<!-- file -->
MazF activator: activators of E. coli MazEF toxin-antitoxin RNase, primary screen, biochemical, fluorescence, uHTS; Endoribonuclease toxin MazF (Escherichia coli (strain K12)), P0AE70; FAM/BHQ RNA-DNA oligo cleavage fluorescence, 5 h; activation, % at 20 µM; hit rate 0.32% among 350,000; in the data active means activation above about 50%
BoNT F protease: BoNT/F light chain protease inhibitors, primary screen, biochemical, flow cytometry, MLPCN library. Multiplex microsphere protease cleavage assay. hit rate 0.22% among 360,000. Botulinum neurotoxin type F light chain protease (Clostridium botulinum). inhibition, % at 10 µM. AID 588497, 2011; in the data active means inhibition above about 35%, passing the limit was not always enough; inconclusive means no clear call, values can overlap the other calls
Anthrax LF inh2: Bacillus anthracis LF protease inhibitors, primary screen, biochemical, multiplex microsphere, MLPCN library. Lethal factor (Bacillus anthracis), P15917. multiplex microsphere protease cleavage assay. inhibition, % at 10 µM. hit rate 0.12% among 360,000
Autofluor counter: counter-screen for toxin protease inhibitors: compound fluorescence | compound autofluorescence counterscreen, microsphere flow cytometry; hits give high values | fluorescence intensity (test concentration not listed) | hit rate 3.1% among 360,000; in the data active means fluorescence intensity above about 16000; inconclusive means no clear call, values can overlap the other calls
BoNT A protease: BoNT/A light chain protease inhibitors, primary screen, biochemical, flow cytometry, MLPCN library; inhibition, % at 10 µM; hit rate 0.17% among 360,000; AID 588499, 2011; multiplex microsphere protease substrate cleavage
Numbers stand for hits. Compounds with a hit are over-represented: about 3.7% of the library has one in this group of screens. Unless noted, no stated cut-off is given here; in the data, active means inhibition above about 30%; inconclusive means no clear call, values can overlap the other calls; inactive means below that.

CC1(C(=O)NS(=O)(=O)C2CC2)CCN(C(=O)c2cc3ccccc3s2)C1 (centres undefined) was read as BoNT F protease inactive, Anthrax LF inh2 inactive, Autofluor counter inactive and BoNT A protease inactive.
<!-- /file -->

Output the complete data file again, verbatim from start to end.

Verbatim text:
MazF activator: activators of E. coli MazEF toxin-antitoxin RNase, primary screen, biochemical, fluorescence, uHTS; Endoribonuclease toxin MazF (Escherichia coli (strain K12)), P0AE70; FAM/BHQ RNA-DNA oligo cleavage fluorescence, 5 h; activation, % at 20 µM; hit rate 0.32% among 350,000; in the data active means activation above about 50%
BoNT F protease: BoNT/F light chain protease inhibitors, primary screen, biochemical, flow cytometry, MLPCN library. Multiplex microsphere protease cleavage assay. hit rate 0.22% among 360,000. Botulinum neurotoxin type F light chain protease (Clostridium botulinum). inhibition, % at 10 µM. AID 588497, 2011; in the data active means inhibition above about 35%, passing the limit was not always enough; inconclusive means no clear call, values can overlap the other calls
Anthrax LF inh2: Bacillus anthracis LF protease inhibitors, primary screen, biochemical, multiplex microsphere, MLPCN library. Lethal factor (Bacillus anthracis), P15917. multiplex microsphere protease cleavage assay. inhibition, % at 10 µM. hit rate 0.12% among 360,000
Autofluor counter: counter-screen for toxin protease inhibitors: compound fluorescence | compound autofluorescence counterscreen, microsphere flow cytometry; hits give high values | fluorescence intensity (test concentration not listed) | hit rate 3.1% among 360,000; in the data active means fluorescence intensity above about 16000; inconclusive means no clear call, values can overlap the other calls
BoNT A protease: BoNT/A light chain protease inhibitors, primary screen, biochemical, flow cytometry, MLPCN library; inhibition, % at 10 µM; hit rate 0.17% among 360,000; AID 588499, 2011; multiplex microsphere protease substrate cleavage
Numbers stand for hits. Compounds with a hit are over-represented: about 3.7% of the library has one in this group of screens. Unless noted, no stated cut-off is given here; in the data, active means inhibition above about 30%; inconclusive means no clear call, values can overlap the other calls; inactive means below that.

CC1(C(=O)NS(=O)(=O)C2CC2)CCN(C(=O)c2cc3ccccc3s2)C1 (centres undefined) was read as BoNT F protease inactive, Anthrax LF inh2 inactive, Autofluor counter inactive and BoNT A protease inactive.